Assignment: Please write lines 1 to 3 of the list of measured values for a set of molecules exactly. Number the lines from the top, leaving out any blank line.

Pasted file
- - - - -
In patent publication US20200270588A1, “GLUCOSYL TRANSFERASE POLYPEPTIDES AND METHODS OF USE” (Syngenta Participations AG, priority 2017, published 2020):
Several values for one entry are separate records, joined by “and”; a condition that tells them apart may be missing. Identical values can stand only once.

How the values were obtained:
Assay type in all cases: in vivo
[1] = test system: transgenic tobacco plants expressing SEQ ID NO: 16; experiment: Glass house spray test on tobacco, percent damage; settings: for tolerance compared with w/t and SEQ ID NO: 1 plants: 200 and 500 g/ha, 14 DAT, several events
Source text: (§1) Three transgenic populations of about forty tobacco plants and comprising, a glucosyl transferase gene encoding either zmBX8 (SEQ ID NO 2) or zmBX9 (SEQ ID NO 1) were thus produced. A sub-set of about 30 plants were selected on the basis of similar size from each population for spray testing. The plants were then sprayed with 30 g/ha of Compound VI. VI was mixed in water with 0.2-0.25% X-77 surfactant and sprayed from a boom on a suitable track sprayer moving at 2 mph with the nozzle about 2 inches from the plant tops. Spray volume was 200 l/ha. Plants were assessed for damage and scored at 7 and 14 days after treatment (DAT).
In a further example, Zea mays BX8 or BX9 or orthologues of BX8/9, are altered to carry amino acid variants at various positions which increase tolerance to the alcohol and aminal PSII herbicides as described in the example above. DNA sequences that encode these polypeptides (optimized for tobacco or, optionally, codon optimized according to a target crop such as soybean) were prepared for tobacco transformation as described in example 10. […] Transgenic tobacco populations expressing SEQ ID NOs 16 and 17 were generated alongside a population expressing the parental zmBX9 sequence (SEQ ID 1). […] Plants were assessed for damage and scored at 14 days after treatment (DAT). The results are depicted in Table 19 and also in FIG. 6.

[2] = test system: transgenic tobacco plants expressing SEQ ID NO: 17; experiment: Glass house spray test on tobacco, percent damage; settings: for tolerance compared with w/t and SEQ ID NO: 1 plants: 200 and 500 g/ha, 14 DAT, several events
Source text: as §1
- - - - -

In patent publication US20200270588A1, “GLUCOSYL TRANSFERASE POLYPEPTIDES AND METHODS OF USE” (Syngenta Participations AG, priority 2017, published 2020):
Several values for one entry are separate records, joined by “and”; a condition that tells them apart may be missing. Identical values can stand only once.

How the values were obtained: